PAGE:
Before Twilight catapulted her name into superstardom, Kristen Stewart was in a very lowkey space film called Zathura: A Space Adventure, which was missed by many when it hit theatres.
Despite being a flop at the box office, the film has apparently touched one such hopeful by the name of Vanmitha Athimoolam, who deems the movie as her catalyst towards learning more about space.
In an interview with Free Malaysia Today, she told them,
“Zathura was the first space movie I’d ever seen, and when I saw what space looked like in the movie it fascinated me. From then on I had this curiosity about life beyond earth.”
Now, Vanmitha is 20 years old and an aerospace engineering student with dreams that could potentially break the ceiling for all aspiring Malaysian astronauts.
After having entered a global Career Astronaut competition, she hopes to be a finalist selected so she could go on to move to the U.S and train for the anticipated suborbital flight. If that happens, she will be the only Malaysian finalist in the competition.
As hinted at prior, Vanmitha has been an avid space fan since she was little. Not only did she watch movies orbiting the topic, she was so determined in her aspirations that it aroused concern in her parents and other family members.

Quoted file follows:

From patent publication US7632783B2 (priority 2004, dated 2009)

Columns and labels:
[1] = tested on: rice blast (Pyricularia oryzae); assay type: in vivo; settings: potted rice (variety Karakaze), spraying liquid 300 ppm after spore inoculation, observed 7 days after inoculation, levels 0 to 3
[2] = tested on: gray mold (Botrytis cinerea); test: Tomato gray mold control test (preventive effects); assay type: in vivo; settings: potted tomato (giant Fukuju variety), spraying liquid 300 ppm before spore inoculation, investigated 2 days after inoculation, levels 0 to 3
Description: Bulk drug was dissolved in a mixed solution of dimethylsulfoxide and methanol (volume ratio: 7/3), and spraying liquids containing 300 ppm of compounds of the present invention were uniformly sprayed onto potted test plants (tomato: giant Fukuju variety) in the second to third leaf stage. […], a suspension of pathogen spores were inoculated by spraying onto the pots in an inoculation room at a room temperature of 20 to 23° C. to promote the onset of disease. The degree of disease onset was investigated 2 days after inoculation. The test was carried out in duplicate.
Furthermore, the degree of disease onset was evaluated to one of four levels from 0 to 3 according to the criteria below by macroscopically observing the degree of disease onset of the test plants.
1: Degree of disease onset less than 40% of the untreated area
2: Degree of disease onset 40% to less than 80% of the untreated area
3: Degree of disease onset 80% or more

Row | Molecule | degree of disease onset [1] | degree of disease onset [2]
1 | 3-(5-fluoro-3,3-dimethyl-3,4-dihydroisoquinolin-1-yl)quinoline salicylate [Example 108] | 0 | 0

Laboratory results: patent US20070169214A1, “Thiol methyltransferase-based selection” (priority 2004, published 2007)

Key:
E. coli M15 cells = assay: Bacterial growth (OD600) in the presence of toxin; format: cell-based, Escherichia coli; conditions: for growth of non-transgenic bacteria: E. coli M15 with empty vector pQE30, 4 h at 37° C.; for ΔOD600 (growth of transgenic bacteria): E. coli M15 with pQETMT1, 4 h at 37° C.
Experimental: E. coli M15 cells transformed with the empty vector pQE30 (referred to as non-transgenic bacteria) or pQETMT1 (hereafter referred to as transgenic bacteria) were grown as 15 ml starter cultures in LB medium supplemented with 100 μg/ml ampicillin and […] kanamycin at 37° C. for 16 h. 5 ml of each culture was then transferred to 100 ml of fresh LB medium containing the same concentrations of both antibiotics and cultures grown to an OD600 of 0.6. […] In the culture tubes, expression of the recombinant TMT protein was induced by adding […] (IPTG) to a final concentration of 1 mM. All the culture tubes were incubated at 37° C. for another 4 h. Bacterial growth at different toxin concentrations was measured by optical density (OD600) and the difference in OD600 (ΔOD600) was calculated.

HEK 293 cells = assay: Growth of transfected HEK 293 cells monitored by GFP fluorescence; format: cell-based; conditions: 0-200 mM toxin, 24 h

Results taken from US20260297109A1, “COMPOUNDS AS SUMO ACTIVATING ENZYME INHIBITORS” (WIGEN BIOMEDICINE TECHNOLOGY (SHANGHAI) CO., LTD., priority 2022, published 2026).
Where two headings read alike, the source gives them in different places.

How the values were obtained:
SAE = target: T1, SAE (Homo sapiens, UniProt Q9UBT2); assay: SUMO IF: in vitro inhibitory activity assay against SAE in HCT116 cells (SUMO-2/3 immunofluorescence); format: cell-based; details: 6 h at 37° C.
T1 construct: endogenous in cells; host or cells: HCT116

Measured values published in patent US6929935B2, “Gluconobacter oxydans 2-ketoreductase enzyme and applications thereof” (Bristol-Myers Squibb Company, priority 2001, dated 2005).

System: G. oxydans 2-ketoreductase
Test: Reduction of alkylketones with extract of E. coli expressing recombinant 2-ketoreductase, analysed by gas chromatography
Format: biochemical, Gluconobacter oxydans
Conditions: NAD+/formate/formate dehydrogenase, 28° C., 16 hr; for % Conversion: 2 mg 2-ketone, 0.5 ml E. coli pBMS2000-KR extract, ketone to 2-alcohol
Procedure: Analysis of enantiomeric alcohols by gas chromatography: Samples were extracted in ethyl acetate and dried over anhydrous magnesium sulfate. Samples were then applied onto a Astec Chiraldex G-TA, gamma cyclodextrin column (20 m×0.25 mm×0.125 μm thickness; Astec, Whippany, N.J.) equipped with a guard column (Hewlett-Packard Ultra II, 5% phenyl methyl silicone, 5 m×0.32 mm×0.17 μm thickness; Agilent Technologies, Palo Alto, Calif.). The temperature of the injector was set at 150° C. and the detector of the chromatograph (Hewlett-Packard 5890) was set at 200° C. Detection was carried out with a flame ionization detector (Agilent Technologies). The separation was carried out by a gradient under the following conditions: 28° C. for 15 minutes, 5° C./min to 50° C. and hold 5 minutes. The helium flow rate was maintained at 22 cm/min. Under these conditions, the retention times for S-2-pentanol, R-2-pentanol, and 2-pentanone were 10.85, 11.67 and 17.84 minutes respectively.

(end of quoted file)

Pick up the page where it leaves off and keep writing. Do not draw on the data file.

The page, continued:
Coming from Malaysia, where the only notable astronaut we sent to space was Dr. Sheikh Muszaphar, many were sceptical of Vanmitha’s dreams. She said,
“When I was young, people told me I had no future in Malaysia. ‘Forget about your dream, do something ordinary like medicine or law, or become a teacher.'”
She fell into a depression after finding out the NASA only accepted U.S citizens into their programmes.
On the verge of giving up, she stumbled upon a local space NGO that had gatherings with likeminded people who were set on breaking the barriers when it comes to space education in Malaysia.
She regained her sense passion for space and continued her strive for the stars.
As a young woman in STEM (science, technology, engineering and mathematics fields), Vanmitha’s goal is to encourage other young women to pursue their passions and to not be deterred by gender stereotypes in Malaysia.
While we are progressing as a nation, Vanmitha still believes that “we’re just not where we’re supposed to be” when it comes to dispelling these stigmas.
As her parting words, she said,